Despite the fact the Constitution demands a separation of church and state, the line has been considerably blurred by the Bush administration, and the practice carried over into the 2008 presidential campaign strategies, a religion professor said.
Ron Flowers, professor of religion, along with Stephen Reeves, legislative counsel for the Christian Life Commission, will examine the role of political candidates’ religious affiliations and the earmarking of tax dollars for religious charities today in the Robert Carr Chapel.
Both speakers said some of the Bush administration’s faith-based initiatives, which effectively rewrote the laws on government funding for religious organizations, are problematic, and the mindset behind them was also visible in the 2008 presidential campaigns.
Flowers said both Obama and McCain understood the initiatives as a way to appeal to religious voters.
“What we had in this election is what we had in the previous two,” Flowers said. “People are turning their back on the Constitution and the idea that it separates church from state.”
Reeves, who is part of the Baptist General Convention of Texas, said the initiatives could cause problems for the churches as well.
“There are dangers there on many levels,” he said. “The way the initiatives have been set up, safeguards have been removed that really were needed.”
Reeves said great concern for some churches is the exemption to the Civil Rights Act that allows religious organizations to hire based on religious beliefs.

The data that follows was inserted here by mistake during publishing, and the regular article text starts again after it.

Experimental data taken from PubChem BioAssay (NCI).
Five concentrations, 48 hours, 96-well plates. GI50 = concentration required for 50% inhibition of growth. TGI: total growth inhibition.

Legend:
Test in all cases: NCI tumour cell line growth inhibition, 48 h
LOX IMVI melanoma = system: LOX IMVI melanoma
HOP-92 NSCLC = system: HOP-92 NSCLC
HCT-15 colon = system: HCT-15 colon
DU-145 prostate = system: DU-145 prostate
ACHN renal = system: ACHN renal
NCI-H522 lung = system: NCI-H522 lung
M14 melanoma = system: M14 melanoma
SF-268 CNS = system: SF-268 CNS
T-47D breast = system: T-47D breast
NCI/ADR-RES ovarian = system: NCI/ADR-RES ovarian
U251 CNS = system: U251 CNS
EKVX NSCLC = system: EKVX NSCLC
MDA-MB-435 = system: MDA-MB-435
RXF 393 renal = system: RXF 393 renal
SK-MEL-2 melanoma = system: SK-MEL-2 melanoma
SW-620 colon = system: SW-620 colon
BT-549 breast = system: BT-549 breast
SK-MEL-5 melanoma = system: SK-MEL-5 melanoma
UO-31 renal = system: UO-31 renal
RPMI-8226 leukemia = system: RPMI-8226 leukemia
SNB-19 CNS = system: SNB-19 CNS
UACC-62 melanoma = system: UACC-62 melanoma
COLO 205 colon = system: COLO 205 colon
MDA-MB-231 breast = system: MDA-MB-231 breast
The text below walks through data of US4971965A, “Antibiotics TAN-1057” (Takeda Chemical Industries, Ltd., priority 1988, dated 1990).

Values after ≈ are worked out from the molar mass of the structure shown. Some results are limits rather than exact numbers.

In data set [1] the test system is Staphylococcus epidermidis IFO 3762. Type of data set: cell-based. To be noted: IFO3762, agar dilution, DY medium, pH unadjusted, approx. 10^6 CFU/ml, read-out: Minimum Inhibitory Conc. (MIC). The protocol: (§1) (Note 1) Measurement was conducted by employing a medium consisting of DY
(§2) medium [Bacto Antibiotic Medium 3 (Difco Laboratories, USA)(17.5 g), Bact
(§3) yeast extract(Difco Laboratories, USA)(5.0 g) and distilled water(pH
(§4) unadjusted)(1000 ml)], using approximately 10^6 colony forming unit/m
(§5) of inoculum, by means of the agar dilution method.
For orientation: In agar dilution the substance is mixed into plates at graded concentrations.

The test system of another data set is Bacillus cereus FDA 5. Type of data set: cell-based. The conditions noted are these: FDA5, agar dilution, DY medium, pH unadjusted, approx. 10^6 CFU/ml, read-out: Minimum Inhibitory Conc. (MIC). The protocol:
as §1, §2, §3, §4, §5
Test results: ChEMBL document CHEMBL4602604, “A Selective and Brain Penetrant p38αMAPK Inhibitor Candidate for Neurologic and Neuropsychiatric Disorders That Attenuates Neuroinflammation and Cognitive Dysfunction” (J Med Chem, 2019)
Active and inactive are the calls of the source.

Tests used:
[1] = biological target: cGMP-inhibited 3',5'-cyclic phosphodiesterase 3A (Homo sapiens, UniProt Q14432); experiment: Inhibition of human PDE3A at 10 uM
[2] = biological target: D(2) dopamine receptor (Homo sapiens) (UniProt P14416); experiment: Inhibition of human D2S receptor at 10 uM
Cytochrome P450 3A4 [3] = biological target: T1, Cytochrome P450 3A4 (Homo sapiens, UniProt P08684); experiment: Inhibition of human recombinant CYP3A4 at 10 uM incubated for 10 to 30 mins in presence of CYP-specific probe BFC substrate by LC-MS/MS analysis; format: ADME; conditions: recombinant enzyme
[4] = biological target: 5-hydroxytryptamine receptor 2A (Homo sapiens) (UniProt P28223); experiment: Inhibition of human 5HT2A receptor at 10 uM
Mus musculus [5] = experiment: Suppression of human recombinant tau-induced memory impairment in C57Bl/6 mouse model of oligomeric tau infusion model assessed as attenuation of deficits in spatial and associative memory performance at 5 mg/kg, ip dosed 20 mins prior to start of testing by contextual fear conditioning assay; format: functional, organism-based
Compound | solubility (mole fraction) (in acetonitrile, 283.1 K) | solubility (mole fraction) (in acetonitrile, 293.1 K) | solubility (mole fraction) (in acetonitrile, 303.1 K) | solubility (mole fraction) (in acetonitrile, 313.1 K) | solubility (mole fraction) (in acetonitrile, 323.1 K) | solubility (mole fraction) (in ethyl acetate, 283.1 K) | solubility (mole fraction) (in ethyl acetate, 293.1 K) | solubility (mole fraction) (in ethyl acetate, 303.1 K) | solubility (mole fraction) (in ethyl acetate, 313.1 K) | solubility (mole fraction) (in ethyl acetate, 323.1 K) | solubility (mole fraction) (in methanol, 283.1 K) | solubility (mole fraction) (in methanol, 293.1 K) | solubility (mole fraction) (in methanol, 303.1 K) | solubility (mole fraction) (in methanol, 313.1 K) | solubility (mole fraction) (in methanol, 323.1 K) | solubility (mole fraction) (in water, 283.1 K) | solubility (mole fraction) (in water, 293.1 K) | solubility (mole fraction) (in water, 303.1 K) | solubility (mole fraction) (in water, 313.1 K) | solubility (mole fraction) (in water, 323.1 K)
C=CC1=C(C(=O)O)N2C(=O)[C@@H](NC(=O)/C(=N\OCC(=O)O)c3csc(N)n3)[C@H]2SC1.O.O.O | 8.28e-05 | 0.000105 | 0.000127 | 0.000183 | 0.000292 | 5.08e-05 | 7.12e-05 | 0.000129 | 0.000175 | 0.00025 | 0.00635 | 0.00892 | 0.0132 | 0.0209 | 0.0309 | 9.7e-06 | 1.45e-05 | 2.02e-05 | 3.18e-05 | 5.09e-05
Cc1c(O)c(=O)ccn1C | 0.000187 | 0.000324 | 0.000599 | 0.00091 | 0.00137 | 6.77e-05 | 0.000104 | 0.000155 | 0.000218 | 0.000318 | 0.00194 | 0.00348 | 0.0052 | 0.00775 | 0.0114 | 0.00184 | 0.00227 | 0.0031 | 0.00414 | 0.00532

Once government funding is introduced, he said, their right to selectivity becomes discrimination.
That is just one small aspect of the complications that Reeves said churches are facing in the aftermath of the initiatives.
“It also opens the door for government eyes following the money and having access to the innerworkings of the church that they never had before,” he said.
Another big concern is the church could find it difficult to speak out against perceived injustice in government actions, Reeves said.
“It’s kind of hard when the church is taking government money in one hand,” he said. “The concern is that it could cause them to lose their prophetic voice.”
Rodney Thomas, a graduate student at Brite Divinity School, helped organize the event and said he hopes the discussion will shine light on how the faith-based initiatives are used in campaign strategies, and the current and future role of religion in politics.
“We just want people to become more educated about the important issues surrounding the separation of church and state,” Thomas said.
The one-hour event is free and open to the public.
Religion in Politics and Government
Who: Ron Flowers, professor of religion, and Stephen Reeves of the Christian Life Coalition
When: 4:30-5:30 p.m. Wednesday
Where: Robert Carr Chapel